EDWARD de VERE
His name means 'True' in Latin
and 'Holy of Holies' in Hebrew.
Alan discusses the importance of opening the Altar Stone to find out why the true
author/s of Shakespeare’s works was kept secret.
When the 16th Earl of Oxford, John de Vere, died unexpectedly in August 1562, his son Edward’s world was abruptly turned upside down. The twelve-year-old boy was suddenly the new, 17th Earl of Oxford, Lord Great Chamberlain of England, about to make his entrance onto the world stage. The fact that he did so with a hundred and forty horsemen accompanying him, all dressed in black, remains a strangely unexplained historical anomaly. One of countless such unsolved mysteries surrounding the life of this quixotic nobleman.
When Elizabeth the First had made her entrance as the new Queen she had only 60 more horsemen announcing her arrival. What must the London commoners have made of it… a mere kid, entering the gates of London with such an extravagant retinue? He must’ve looked like a prince, so royally protected, on his way to becoming a ward of court of the crown under the guidance of the Queen’s Lord Treasurer and closest advisor, William Cecil.
Indeed his journey was just beginning as he left a widowed mother he never felt any connection to, and rode toward an entirely new, unimaginable life, close to Elizabeth’s famed court. Within the walls of Cecil’s newly-acquired home, Theobald’s, was the greatest library of the time and the most renowned teachers of the age. In short, the best education available in the known world. Precisely the upbringing one would expect might produce a great writer. (Possibly the greatest of all time?) Shakespeare himself would later describe just such a scene in the opening lines of All’s Well That Ends Well:
“And I in going, madam, weep o’er my father’s death anew;
but I must attend his majesty’s command, to whom I am now in ward,
evermore in subjection.”
Thus spake Bertram on his way to an unforeseen destiny.
To those who believe there’s no mystery… the man born Gulielmus Shakspere at Stratford-Upon-Avon in 1564 wrote the greatest literary works in western history. This is what we were all taught in school and believers in this traditional view are called Stratfordians.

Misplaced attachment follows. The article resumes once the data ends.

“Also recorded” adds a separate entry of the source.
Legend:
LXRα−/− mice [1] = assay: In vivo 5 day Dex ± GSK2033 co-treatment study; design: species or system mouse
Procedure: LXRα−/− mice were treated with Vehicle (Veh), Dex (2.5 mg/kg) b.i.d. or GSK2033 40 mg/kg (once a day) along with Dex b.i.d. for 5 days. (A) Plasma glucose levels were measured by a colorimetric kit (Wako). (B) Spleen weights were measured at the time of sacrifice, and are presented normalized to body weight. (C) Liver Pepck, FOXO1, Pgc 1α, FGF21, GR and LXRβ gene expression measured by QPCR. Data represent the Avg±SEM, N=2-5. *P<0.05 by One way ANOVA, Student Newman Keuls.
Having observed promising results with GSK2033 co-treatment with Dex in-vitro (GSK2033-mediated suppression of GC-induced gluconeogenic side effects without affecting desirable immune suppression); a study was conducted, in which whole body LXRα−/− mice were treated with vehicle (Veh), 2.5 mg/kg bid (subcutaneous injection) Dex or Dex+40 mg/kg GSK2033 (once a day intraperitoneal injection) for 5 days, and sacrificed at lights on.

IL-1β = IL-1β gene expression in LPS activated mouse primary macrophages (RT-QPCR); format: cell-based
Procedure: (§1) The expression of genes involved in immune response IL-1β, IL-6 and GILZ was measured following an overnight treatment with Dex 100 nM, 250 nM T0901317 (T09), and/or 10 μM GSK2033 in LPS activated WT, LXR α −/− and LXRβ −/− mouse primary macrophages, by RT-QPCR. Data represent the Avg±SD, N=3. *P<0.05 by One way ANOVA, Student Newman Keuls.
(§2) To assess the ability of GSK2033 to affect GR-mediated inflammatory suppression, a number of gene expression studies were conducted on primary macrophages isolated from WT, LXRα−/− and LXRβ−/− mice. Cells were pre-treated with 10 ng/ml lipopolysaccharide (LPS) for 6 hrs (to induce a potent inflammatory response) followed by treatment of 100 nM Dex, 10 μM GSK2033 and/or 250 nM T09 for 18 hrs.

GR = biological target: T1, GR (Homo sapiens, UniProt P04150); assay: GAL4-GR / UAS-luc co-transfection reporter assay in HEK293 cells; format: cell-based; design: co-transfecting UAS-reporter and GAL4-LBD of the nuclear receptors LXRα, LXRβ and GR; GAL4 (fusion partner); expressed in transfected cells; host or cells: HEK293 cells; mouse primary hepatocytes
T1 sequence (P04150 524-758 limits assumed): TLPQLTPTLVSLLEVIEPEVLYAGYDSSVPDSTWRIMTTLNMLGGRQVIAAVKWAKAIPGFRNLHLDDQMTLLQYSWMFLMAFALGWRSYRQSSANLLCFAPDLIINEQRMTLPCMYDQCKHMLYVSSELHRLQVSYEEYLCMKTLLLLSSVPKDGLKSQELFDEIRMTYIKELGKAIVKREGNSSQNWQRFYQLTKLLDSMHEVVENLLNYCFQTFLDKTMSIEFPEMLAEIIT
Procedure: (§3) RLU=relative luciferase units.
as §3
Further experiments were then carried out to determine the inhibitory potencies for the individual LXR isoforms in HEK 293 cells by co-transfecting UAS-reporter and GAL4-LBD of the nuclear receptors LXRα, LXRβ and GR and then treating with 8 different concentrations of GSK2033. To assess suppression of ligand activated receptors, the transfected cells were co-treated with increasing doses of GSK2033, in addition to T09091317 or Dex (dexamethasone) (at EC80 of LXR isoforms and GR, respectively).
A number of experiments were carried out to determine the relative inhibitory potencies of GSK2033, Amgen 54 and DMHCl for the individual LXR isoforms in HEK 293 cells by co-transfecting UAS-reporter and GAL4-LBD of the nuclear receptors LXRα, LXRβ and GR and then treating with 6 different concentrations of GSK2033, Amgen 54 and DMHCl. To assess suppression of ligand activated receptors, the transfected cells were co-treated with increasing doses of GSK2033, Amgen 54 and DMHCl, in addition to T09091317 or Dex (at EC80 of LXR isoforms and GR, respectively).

To those who think there’s something rotten in Warwickshire… the man born Edward de Vere at Hedingham Castle in 1550 adopted the pen name Shake-Speare to hide his identity behind the mask of the Stratford man. De Vere has been one of the leading alternate ‘candidates’ for Bard-dom since he was first identified in 1920 and believers in this theory are called Oxfordians.
Of all the small mysteries wrapped up within the great overarching mystery of this cover-up, perhaps the most baffling concerns the utter silence that greeted the deaths of both these protagonists. Not only did each event go completely unnoticed by the general public (and even key players at court who should have been in the know) but there’s a mathematical precision to the dates themselves which virtually precludes them being accidental.
William of Stratford just happened to die on his own birthday, which is not impossible of course just curious. Until we realize that his birthday is actually unknown and has been conveniently calculated by working backwards from his baptism date, April 26th, or 4/26. Edward de Vere passed on the date that’s its exact mirror image: 6/24, June 24th.
When the final curtain was drawn on the greatest literary age in history and the famous First Folio (Mr. William Shakespeare’s Comedies, Histories, & Tragedies) was published in 1623 it was supposedly organized by the great writer’s actor friends, John Heminges and Henry Condell. But, as you are about to learn, the cumulative weight of evidence against this theory is overwhelming. The official Stratfordian story conveniently ignores the uncomfortable Oxfordian fact that the first thing you see, after turning the page with Shakespeare’s bizarre engraving on it, is this dedication:
Why would the great man’s entire corpus (arguably the most important dramatic works the world has ever witnessed) be dedicated to two noblemen intimately connected to Lord Oxford’s family?
“The most noble and incomparable pair of brethren” were William Herbert, 3rd Earl of Pembroke (once engaged in negotiations to be married to Oxford’s second daughter, Lady Bridget Vere) and his brother Philip Herbert, 4th Earl of Pembroke (who was married to Oxford’s third daughter, Lady Susan Vere).